Insights 1st June 2021 building automation

When it’s safe for offices to play host to occupiers once more, there are positive signs of appetite to return. One study shows that 65% of the UK workforce are planning a return in June, with two thirds expecting to be back by July.

As employees return to offices, business owners and landlords must prioritize employee health and create healthier workplaces. Encouraging hybrid working, maintaining hygiene, and addressing ventilation concerns are important for a successful transition.

While government ad campaigns promote opening windows at home for fresh air, this may not be suitable in the workplace. In urban areas with high air pollution, opening windows can expose occupants to harmful particulate matter. Examples include vehicle exhaust fumes and untreated air.  Occupants are exposed to particulate matter (composed of black carbon, sulphate, nitrates, ammonia, sodium chloride, and mineral dust). This poses health risks of its own. Particles travel into lungs and the bloodstream, causing cardiovascular and respiratory disease.

Harness the power of technology for healthier workplaces

Building owners need data to confidently offer clean environments, encouraging occupiers to return to offices from homes and gardens. To achieve this, landlords are leveraging technology for healthier workplaces. Forward-thinking developments include UV light air purification, touchless fixtures, and advanced filters in ventilation systems.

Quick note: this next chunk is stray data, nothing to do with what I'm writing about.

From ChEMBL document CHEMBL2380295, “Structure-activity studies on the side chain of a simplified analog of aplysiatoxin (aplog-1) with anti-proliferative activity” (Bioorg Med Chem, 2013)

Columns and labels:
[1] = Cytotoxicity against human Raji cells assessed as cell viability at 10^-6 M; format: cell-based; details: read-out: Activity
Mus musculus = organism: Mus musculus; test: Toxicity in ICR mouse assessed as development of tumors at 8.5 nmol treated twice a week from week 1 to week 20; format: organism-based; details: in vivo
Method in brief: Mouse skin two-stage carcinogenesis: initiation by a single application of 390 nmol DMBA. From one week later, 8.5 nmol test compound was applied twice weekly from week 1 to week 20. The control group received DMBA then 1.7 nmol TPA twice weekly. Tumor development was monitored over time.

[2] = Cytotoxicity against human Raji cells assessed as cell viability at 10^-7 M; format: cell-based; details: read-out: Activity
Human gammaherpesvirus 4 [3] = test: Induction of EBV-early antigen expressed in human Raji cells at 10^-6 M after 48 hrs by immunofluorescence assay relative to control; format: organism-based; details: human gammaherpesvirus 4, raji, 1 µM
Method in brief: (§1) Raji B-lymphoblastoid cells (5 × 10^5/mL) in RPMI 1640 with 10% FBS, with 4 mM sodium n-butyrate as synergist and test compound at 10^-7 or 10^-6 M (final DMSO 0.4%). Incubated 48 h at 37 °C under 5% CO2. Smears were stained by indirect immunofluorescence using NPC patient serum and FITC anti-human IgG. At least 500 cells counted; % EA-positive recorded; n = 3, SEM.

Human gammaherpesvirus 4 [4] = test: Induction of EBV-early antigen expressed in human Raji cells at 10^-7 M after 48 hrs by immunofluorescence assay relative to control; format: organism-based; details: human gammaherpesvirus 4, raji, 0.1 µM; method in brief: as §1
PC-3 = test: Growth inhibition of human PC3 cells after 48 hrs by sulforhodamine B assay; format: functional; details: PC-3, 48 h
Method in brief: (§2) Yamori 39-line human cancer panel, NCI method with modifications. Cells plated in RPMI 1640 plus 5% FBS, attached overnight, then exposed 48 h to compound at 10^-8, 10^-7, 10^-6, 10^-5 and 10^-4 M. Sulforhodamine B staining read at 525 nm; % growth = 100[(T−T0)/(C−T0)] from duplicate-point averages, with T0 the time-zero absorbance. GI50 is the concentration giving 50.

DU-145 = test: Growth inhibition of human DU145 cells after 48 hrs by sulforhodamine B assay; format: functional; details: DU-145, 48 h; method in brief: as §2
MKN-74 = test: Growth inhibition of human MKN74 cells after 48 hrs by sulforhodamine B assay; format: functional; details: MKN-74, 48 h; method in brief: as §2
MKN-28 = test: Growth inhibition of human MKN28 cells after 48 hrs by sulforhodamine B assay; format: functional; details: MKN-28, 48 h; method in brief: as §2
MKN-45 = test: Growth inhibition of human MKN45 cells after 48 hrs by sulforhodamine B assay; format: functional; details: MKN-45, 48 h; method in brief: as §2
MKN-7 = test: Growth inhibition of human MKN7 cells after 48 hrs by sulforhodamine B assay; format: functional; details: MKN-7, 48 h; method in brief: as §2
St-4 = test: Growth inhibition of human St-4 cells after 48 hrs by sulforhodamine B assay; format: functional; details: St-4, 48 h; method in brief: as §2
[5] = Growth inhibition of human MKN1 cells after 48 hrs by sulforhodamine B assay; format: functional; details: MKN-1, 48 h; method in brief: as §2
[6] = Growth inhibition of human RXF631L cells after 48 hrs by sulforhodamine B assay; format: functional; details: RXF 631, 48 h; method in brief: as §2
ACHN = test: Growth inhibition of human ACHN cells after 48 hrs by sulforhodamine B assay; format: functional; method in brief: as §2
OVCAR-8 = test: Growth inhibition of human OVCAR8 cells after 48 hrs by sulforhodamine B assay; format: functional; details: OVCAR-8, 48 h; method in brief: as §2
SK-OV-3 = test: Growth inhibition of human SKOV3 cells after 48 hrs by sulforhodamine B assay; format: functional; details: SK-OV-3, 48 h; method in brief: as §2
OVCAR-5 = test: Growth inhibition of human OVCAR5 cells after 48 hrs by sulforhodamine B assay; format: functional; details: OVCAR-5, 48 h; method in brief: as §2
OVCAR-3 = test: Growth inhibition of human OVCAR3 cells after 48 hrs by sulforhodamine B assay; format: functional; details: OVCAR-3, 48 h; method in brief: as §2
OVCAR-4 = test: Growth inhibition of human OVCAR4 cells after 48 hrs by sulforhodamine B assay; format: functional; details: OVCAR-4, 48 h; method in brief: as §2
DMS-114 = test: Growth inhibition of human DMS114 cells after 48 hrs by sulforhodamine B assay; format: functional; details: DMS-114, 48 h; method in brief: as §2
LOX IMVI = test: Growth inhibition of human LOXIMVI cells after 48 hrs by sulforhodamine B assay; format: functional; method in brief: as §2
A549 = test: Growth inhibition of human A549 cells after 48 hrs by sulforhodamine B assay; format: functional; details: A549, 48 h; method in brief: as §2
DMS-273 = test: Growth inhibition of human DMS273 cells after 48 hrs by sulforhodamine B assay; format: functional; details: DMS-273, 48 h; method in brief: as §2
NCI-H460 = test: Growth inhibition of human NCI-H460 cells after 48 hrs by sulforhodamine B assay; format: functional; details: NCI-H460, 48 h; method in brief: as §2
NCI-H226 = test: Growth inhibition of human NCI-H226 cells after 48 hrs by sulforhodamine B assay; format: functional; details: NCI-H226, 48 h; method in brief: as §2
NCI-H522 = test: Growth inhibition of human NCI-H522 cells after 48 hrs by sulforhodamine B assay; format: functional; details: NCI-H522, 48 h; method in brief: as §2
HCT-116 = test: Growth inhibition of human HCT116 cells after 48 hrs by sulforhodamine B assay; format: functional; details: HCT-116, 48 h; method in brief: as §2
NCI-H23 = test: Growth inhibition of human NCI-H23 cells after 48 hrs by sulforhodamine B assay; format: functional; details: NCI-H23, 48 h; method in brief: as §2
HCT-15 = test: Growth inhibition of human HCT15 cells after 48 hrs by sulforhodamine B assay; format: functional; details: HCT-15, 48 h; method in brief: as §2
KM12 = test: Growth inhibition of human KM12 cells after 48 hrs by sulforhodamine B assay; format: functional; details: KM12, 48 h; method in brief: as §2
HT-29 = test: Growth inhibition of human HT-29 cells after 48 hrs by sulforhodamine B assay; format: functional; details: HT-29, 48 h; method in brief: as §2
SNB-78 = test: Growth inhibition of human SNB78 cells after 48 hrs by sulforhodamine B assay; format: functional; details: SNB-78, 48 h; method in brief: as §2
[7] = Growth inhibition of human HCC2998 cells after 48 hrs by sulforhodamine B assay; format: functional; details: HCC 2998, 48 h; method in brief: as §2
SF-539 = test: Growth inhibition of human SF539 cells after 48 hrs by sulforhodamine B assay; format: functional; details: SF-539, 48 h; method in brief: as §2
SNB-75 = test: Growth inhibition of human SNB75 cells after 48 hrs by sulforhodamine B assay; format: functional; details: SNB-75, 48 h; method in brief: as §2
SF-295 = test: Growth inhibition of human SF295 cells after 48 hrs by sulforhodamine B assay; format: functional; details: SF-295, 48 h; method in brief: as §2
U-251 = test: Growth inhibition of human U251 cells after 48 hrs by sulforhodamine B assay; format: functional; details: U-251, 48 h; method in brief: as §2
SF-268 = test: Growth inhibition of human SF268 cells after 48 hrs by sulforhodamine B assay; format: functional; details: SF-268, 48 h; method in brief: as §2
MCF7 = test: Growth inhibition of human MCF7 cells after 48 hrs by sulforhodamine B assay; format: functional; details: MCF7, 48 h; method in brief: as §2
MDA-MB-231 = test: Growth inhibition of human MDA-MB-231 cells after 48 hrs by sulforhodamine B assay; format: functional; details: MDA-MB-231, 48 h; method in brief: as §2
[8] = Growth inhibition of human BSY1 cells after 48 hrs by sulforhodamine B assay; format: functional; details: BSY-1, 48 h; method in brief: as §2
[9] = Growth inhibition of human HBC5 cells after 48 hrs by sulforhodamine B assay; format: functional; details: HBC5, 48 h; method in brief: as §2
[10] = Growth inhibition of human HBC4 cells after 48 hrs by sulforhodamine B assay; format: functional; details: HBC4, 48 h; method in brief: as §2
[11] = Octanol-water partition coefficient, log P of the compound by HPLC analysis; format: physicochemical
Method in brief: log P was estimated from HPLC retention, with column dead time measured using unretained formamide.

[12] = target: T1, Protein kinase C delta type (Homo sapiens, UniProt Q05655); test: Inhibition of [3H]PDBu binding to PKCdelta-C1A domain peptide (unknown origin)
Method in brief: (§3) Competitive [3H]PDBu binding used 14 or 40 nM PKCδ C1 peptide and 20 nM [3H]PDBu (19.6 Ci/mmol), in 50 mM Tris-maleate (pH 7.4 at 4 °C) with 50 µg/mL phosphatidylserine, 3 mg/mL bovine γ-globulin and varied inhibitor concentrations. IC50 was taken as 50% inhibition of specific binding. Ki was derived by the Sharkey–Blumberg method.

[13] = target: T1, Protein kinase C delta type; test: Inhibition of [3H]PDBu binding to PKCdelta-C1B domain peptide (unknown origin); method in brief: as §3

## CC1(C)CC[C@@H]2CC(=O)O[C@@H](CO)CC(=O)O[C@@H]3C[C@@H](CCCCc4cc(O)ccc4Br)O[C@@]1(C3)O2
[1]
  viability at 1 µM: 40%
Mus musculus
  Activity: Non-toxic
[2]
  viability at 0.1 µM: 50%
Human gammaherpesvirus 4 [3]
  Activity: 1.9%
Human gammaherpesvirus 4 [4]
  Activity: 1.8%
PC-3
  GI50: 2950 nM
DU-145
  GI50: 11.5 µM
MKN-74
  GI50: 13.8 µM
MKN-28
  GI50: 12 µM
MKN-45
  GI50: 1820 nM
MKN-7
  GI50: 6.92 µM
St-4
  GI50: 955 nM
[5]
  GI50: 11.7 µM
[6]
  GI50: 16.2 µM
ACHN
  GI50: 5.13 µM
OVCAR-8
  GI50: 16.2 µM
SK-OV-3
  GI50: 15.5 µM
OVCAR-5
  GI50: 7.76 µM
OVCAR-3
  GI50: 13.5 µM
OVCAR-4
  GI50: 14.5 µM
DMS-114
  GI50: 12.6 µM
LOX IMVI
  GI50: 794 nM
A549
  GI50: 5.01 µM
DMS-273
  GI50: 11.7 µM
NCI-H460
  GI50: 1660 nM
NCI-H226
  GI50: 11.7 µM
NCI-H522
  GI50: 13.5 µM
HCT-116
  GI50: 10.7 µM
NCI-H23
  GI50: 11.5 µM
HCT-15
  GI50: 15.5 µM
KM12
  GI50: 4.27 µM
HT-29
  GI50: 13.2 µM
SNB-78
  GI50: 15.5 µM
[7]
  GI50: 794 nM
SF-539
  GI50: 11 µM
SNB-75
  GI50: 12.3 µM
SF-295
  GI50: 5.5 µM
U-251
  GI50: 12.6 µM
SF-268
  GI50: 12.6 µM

The UK government has included proposals on how to improve ventilation in its consultation on the future of building regulations. The plans require offices to use ventilation systems that provide 50% higher rates of fresh air, surpassing existing minimum standards. Many offices have already exceeded building regulation requirements for years.

Transforming Buildings with Smart Technology for Healthier Workplaces

Promoting healthier workplaces doesn’t require replacing HVAC systems. Smart building technology platforms like Workman’s IBOS can optimise existing systems. Through remote connectivity, IBOS monitors occupier comfort factors and provides alerts for air quality, lighting, safety, and emergencies.

IBOS offers precise and reliable data, enabling occupiers to monitor temperature and air quality in their building section. It creates cleaner air by informing building managers exactly when to replace air conditioning filters, for example. Instead of a twice yearly fixed replacement schedule, filters can be replaced as needed, ranging from once a year to six times.

With a much higher degree of control, IBOS allows building owners to address the issue of office air quality. This takes advantage of technology to measure carbon dioxide and other pollutants, making adjustments as needed. Dirty filters require more energy to push air, while clean filters result in cost and carbon savings.

Healthy workplaces are key to the mental and physical health of employees. Productivity gains can be achieved by programming IBOS to boost air circulation during the post-lunch CO2 peak, avoiding the slump.